A recent court ruling has left the door open for parties to dispense with the registration of a floating charge via the use of a security financial collateral arrangement. But its application is likely to be very narrow.
A floating charge on a company’s property requires registration under Section 860 of the Companies Act 2006. If it is not registered it will be void under Section 874 against a liquidator, administrator or creditor of the company. In the case Re F2G Realisations Ltd (in liquidation), Gray & Another v GTP Group Limited (2010) the court considered the effect of the Financial Collateral Arrangements (No.2) Regulations 2003 on these sections, given that under the regulations a charge can now avoid the need for registration if it is a security financial collateral arrangement (SFCA).
Account cards provider GTP Group supplied store card services to F2G on terms that provided for GTP to collect money from the company’s card customers. GTP then paid the cash into a bank account in the name of GTP Group Ltd re Floors-2-Go. Under the terms of the agreement GTP held the balance in the account, transferring the balance to the company on request. In certain events, such as insolvency, GTP could withdraw from the account any money it was due from the company.
Mr Justice Vos held that this arrangement created a floating charge on F2G’s property that was unregistered and which would therefore be void against the company’s liquidators. He then had to consider the effect of the regulations.
Regulation 4(4) says that Sections 860 and 874 do not apply to an SFCA or to any charge arising under an SFCA. Regulation 3 says that an SFCA means an agreement or arrangement evidenced in writing where:
- (a) the purpose of the agreement or arrangement is to secure the relevant financial obligations owed to the collateral-taker;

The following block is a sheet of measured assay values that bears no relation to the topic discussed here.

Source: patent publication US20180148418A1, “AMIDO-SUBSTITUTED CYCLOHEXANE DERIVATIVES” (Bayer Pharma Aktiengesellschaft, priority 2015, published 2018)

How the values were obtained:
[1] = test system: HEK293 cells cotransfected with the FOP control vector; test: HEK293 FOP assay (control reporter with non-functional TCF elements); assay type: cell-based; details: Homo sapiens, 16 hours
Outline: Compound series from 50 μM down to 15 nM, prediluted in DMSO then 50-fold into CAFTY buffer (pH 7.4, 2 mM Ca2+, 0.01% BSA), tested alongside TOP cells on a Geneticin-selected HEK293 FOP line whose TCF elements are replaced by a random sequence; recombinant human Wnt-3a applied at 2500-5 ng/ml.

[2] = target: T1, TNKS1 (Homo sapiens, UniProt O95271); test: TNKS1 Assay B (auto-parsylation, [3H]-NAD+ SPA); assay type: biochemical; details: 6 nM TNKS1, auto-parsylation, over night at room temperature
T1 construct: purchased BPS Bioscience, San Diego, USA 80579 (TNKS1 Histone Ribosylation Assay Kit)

- (b) the collateral-provider creates or there arises a security interest in financial collateral to secure those obligations;
- (c) the financial collateral is delivered, transferred, held, registered or otherwise designated so as to be in the possession or under the control of the collateral-taker or a person acting on its behalf […]
- (d) the collateral-provider and the collateral-taker are both non-natural persons;‘security interest’ means any legal or equitable interest or any right in security […] created or otherwise arising by way of security, including:
- (d) a charge created as a floating charge where the financial collateral charged is delivered, transferred, held or otherwise designated so as to be in the possession or under the control of the collateral-taker or a person acting on its behalf; any right of the collateral-provider to substitute equivalent financial collateral or withdraw excess financial collateral shall not prevent the financial collateral being in the possession or under the control of the collateral-taker.”
In addition, financial collateral is defined as including “money in any currency, credited to an account”.
GTP argued that each of (a) to (d) above applied. In particular, it said that the cash in the account was financial collateral subject to a security interest given that GTP had practical control over the account and no payments could be made without its direction.
The fact that the judge held that the charge was floating and not fixed was not fatal to this argument, given that Regulation 3 envisaged expressly that the collateral taker might have sufficient control over the collateral for it to amount to an SFCA even where the security interest was floating and not fixed.
Vos J held that the concept of control in Regulation 3 denoted the legal right to control the asset having been removed from the collateral provider, and not merely the practical or administrative control. It referred to negative control in the sense that the collateral taker could prevent the collateral provider from dealing with the charged asset. Also, since GTP had no right to remove the asset until an event such as insolvency took place, and had to comply with F2G’s request to transfer the balance to it, GTP did not have control within the meaning of the regulation.
This will be the usual position where a charge is floating and not fixed. It does not entirely rule out the possibility that a floating charge could amount to an SFCA and so be exempt from registration. But in light of this judgment it is difficult to conceive of circumstances where a charge, which in English law amounted to a floating charge, could give the chargee sufficient control for the purpose of exemption under the regulation.
Linden Ife is a barrister at Enterprise Chambers